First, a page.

Raiders 2024 NFL Draft: Tommy Eichenberg Film Breakdown

Raiders 2024 NFL Draft: Tommy Eichenberg Film Breakdown

Flying touchdowns were a common theme throughout the 2024 NFL Draft for the Las Vegas Raiders, and fifth-round pick Tommy Eichenberg, a linebacker from Ohio State, was one of them. The former Buckeye was widely considered a top-100 fringe player, so placing him with the 149th overall selection is a great value.

One of the main reasons for this is that Eichenberg has a strong track record as a run defender. While last season was a bit of a down year with a 66.6 defensive grade from Pro Football Focus, he still ranked eighth among Big 10 linebackers with 26 defensive stops against the run. In 2022, he was even better with an elite 90.1 rating and 49 saves as the two led the conference.

On film, the Ohio State product shows good instincts and physical demeanor that should translate to the next level.

The Buckeyes have the Badgers on the ropes here, backed up in their own end while Wisconsin uses 13 personnel to get some breathing room. However, Eichenberg isn’t letting the offense get away with it.

Lined up as a weakside linebacker, he does a great job reading his keys seeing the guard he is lined up opposite shoot to the other side of the formation. Especially with the defensive line pinching toward the center and closing down interior spaces at the back, this allows Eichenberg to quickly circulate (or sprint) toward the side of the play.

His quick trigger and speed causes the rising right tackle at the second level to miss, putting the backer in an excellent position to make a tackle for loss or right at the line of scrimmage, keeping pressure on the offense.

While Eichenberg may not be the greatest athlete or fastest player on the field, his instincts give him impressive game speed and that’s how he makes this tackle.

Here we’ll get another example of the old Buckeye’s instincts, as Notre Dame has plenty of eye candy in this play. The Fighting Irish run a reverse read option with a reaction sweep action leading into the backfield while the offensive line blocks a counter run by the quarterback.

This puts a lot of stress on the linebacker, especially Eichenberg, since the offense is essentially running two plays here; the lead jet sweep and the quarterback counter. Additionally, the quarterback reads Eichenberg on this rep and tries to prove him wrong.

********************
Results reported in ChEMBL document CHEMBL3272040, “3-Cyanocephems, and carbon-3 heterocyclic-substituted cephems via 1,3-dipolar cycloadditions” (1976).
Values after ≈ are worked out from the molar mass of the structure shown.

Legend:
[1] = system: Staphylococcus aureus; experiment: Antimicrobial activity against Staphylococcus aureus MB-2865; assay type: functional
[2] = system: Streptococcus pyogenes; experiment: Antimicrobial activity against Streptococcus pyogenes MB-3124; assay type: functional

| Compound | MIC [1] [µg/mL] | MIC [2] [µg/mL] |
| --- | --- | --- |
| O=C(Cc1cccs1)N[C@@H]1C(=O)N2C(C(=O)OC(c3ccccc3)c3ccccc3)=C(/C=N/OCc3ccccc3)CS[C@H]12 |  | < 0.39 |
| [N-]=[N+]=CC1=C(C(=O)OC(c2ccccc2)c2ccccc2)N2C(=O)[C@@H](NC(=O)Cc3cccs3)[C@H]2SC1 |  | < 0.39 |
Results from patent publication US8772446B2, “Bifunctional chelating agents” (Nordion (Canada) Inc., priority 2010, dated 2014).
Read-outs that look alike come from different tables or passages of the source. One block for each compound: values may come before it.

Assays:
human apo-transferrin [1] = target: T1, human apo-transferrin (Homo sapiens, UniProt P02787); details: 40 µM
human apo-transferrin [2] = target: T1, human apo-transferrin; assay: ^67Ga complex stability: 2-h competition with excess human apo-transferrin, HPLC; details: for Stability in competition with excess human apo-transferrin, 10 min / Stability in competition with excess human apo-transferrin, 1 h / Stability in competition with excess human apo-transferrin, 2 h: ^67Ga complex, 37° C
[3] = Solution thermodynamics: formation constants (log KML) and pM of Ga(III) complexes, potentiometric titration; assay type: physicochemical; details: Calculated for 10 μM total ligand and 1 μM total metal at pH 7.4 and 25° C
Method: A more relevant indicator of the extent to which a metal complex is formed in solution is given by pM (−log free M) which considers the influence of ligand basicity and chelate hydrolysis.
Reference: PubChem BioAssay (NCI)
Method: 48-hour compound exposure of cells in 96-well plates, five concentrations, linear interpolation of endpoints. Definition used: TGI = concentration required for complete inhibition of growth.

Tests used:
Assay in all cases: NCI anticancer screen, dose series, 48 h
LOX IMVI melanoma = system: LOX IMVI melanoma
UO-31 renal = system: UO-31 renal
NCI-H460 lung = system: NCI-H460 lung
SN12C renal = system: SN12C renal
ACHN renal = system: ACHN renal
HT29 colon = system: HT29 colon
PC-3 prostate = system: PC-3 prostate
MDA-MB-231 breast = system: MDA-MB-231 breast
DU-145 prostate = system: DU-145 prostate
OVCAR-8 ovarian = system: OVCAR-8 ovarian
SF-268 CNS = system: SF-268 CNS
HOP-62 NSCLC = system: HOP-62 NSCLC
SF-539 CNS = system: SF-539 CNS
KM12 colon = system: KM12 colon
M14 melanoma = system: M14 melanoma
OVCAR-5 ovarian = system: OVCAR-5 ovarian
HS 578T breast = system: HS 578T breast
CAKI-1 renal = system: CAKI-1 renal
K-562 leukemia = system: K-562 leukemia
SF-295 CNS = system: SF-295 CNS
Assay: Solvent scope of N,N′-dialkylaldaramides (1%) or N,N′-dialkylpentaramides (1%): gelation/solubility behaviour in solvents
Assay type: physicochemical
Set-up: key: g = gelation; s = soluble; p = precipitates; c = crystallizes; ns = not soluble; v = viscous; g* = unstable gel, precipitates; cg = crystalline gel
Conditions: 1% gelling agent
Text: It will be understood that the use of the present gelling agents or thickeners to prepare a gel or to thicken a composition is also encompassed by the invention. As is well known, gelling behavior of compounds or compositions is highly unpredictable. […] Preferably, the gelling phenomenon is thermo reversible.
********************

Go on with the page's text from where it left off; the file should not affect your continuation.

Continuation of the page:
However, he remains patient, follows the play and reads the action in the backfield. Once he sees the handoff to the jet, the backer initiates a downfield and has the speed to make the tackle right at the line of scrimmage as the ball carrier cuts upfield.

This is a good example of Eichenberg being a football player rather than a robot.

Technically, he is responsible for the weak side B gap in this weak run inside the zone. However, the inside linebacker stepped up the line of scrimmage into the strongside A-gap and was hit by the right guard, creating a massive lane for the running back.

Eichenberg sees the hole growing and takes a risk by leaving himself responsible for filling it. He does a good job of using his hands to avoid and get out of the center block – admittedly, the center helps him by losing his balance – and meets the ball carrier in space.

The guard then tries to deceive Eichenberg by pivoting towards the B space, but Eichenberg makes a superb tackle which probably saved what would have been a big play on the ground. Again, it’s not technically his responsibility, but he adapts on the fly and helps cover up his teammate’s mistakes.

To some extent, the last clip showed this as well. What stands out about the Ohio State product’s play is that he is good at taking blocks with his hands and getting extension. This has become rare as linebackers in college football have gotten smaller in recent years with an emphasis on coverage skills.

On this depiction, Penn State runs outside the zone right to Eichenberg as a SAM linebacker where the right guard climbs toward him at the second level. The sponsor responds by going down the slope and placing his hands/punches on the guard’s chest.

Notice how his hands end up inside the hands of the offensive lineman as he essentially presses on the lineman to create some separation. The reach Eichenberg gets allows him to make a nice tackle about a yard or two from the line of scrimmage.

This next rep isn’t as clear but serves as an example of how Eichenberg taking blocks with his hands helps him make plays.

Minnesota runs a weakside counter where the linebacker moves laterally over the top of the formation. He takes the right tackle’s block and puts his right hand on the tackle’s chest but misses with his left. This prevents Eichenberg from getting an extension on the block, but the combination of him landing with one hand and continuing to work lateral prevents the lineman from getting a clean block.

Finally, Eichenberg manages to escape just enough to get involved in the tackle while being held on to him by an offensive lineman.

To conclude, we will move on to media coverage which is not the strong point of our subject. However, he is not completely inept in this area and can make plays with his combination of instincts, speed and open field tackling.

Georgia runs a halfback screen while Ohio State drops into Cover 3, making Eichenberg a hook-and-loop defender with his eyes on the quarterback. Once he sees the quarterback throw the ball on the screen, he crashes downhill and has enough speed to beat the offensive lineman on the spot.

He’s thrown off balance a bit by the lineman’s block, but Eichenberg stays in control enough to wrap the running back’s legs and force the Bulldogs into a third-and-long situation.